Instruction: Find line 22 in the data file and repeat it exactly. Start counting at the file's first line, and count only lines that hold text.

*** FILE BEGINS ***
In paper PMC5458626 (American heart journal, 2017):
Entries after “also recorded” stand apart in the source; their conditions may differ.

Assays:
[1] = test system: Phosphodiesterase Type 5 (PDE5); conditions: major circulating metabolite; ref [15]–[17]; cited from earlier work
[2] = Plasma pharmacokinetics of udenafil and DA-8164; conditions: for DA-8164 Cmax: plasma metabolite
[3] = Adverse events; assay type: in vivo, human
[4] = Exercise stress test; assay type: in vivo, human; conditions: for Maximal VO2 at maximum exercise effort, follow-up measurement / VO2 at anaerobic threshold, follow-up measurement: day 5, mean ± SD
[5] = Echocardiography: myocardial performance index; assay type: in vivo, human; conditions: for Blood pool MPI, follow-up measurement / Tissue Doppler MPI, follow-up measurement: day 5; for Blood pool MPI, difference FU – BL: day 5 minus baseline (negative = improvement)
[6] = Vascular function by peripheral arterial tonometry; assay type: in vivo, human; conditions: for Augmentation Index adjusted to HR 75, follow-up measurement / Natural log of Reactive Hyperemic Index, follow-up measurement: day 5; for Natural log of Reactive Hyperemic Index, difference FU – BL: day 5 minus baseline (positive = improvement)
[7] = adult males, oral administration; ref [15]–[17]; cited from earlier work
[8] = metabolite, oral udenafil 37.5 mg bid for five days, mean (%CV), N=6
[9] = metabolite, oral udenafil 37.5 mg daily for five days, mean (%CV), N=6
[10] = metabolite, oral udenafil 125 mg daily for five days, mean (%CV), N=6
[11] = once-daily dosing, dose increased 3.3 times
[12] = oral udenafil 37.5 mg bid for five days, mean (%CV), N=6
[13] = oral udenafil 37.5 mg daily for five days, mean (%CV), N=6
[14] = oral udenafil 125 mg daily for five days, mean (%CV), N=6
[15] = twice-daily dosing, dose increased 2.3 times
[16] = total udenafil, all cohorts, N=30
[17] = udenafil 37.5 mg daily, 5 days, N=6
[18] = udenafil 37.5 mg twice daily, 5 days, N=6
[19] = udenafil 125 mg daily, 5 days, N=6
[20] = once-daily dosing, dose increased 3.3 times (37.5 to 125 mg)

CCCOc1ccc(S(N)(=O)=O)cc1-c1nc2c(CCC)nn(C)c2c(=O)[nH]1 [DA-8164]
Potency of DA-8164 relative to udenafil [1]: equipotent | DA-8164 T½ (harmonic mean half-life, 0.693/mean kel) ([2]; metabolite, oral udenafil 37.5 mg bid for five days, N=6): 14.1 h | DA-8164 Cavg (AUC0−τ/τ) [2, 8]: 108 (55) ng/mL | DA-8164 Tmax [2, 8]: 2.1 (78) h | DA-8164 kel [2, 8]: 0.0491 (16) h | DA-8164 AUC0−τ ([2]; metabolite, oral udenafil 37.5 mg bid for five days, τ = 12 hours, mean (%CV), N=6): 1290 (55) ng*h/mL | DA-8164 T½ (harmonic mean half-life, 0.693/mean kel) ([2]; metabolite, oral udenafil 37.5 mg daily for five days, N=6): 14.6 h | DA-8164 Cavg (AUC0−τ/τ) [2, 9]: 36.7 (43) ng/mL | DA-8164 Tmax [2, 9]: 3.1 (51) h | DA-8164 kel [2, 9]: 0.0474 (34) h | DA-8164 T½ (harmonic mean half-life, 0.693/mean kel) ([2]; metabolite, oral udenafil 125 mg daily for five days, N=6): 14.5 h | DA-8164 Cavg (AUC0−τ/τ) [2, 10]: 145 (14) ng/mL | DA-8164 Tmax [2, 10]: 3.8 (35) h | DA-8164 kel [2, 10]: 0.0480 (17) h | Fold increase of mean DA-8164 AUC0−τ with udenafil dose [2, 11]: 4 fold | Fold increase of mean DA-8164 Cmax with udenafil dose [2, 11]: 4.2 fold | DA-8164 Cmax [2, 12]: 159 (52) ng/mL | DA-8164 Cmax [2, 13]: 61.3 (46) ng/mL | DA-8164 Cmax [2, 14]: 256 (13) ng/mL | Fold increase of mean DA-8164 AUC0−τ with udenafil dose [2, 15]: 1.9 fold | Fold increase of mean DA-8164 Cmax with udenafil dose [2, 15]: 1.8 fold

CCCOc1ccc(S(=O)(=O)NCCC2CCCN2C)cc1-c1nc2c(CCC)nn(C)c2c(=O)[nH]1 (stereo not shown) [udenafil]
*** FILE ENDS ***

[19] = udenafil 125 mg daily, 5 days, N=6